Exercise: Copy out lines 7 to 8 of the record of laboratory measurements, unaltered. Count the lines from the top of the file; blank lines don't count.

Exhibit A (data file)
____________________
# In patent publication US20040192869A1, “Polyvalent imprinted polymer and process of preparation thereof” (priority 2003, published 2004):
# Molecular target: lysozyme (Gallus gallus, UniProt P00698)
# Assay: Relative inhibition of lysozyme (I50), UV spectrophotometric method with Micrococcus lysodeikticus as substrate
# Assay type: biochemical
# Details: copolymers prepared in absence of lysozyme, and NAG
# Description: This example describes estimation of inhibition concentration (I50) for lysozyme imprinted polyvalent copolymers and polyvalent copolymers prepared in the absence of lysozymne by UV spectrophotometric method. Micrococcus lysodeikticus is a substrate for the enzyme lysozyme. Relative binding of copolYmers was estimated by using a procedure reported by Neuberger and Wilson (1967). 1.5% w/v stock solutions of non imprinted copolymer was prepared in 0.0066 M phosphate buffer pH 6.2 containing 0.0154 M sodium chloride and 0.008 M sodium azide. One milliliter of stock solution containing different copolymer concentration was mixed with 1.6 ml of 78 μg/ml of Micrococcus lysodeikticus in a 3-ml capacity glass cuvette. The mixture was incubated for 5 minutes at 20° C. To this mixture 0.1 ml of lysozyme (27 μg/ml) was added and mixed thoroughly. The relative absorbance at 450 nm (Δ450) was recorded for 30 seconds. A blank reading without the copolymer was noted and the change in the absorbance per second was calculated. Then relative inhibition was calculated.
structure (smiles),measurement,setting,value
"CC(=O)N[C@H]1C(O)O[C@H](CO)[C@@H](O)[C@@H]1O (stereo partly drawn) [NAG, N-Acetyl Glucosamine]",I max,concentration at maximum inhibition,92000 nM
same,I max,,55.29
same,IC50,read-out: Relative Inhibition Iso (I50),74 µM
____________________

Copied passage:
structure (smiles),measurement,setting,value
"CC(=O)N[C@H]1C(O)O[C@H](CO)[C@@H](O)[C@@H]1O (stereo partly drawn) [NAG, N-Acetyl Glucosamine]",I max,concentration at maximum inhibition,92000 nM